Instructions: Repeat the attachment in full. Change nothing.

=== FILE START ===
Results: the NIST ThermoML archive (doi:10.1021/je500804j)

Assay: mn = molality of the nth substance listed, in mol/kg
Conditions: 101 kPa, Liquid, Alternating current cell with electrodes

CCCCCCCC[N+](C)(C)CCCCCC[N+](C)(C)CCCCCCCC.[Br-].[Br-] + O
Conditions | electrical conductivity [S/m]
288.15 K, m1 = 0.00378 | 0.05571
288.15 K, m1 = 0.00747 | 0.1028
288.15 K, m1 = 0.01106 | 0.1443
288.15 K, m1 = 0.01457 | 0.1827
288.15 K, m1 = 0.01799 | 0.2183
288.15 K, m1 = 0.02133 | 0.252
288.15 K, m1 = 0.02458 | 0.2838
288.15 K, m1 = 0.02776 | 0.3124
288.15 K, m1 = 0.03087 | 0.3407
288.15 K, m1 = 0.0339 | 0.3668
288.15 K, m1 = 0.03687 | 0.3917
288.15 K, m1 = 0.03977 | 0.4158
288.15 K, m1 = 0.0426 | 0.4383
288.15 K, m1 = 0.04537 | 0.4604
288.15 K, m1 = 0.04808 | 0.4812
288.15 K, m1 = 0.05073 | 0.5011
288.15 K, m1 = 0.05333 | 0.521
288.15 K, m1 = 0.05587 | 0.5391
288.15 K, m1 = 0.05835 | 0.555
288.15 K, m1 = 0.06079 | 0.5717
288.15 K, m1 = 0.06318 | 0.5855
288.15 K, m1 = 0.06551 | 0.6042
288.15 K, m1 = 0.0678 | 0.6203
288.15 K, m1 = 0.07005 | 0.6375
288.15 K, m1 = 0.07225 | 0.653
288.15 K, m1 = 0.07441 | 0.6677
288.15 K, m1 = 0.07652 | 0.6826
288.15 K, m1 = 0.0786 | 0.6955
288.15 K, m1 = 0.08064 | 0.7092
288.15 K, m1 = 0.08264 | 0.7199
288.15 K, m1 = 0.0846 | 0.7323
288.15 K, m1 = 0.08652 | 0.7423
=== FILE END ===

Results: the NIST ThermoML archive (doi:10.1021/je500804j)

Assay: mn = molality of the nth substance listed, in mol/kg
Conditions: 101 kPa, Liquid, Alternating current cell with electrodes

CCCCCCCC[N+](C)(C)CCCCCC[N+](C)(C)CCCCCCCC.[Br-].[Br-] + O
Conditions | electrical conductivity [S/m]
288.15 K, m1 = 0.00378 | 0.05571
288.15 K, m1 = 0.00747 | 0.1028
288.15 K, m1 = 0.01106 | 0.1443
288.15 K, m1 = 0.01457 | 0.1827
288.15 K, m1 = 0.01799 | 0.2183
288.15 K, m1 = 0.02133 | 0.252
288.15 K, m1 = 0.02458 | 0.2838
288.15 K, m1 = 0.02776 | 0.3124
288.15 K, m1 = 0.03087 | 0.3407
288.15 K, m1 = 0.0339 | 0.3668
288.15 K, m1 = 0.03687 | 0.3917
288.15 K, m1 = 0.03977 | 0.4158
288.15 K, m1 = 0.0426 | 0.4383
288.15 K, m1 = 0.04537 | 0.4604
288.15 K, m1 = 0.04808 | 0.4812
288.15 K, m1 = 0.05073 | 0.5011
288.15 K, m1 = 0.05333 | 0.521
288.15 K, m1 = 0.05587 | 0.5391
288.15 K, m1 = 0.05835 | 0.555
288.15 K, m1 = 0.06079 | 0.5717
288.15 K, m1 = 0.06318 | 0.5855
288.15 K, m1 = 0.06551 | 0.6042
288.15 K, m1 = 0.0678 | 0.6203
288.15 K, m1 = 0.07005 | 0.6375
288.15 K, m1 = 0.07225 | 0.653
288.15 K, m1 = 0.07441 | 0.6677
288.15 K, m1 = 0.07652 | 0.6826
288.15 K, m1 = 0.0786 | 0.6955
288.15 K, m1 = 0.08064 | 0.7092
288.15 K, m1 = 0.08264 | 0.7199
288.15 K, m1 = 0.0846 | 0.7323
288.15 K, m1 = 0.08652 | 0.7423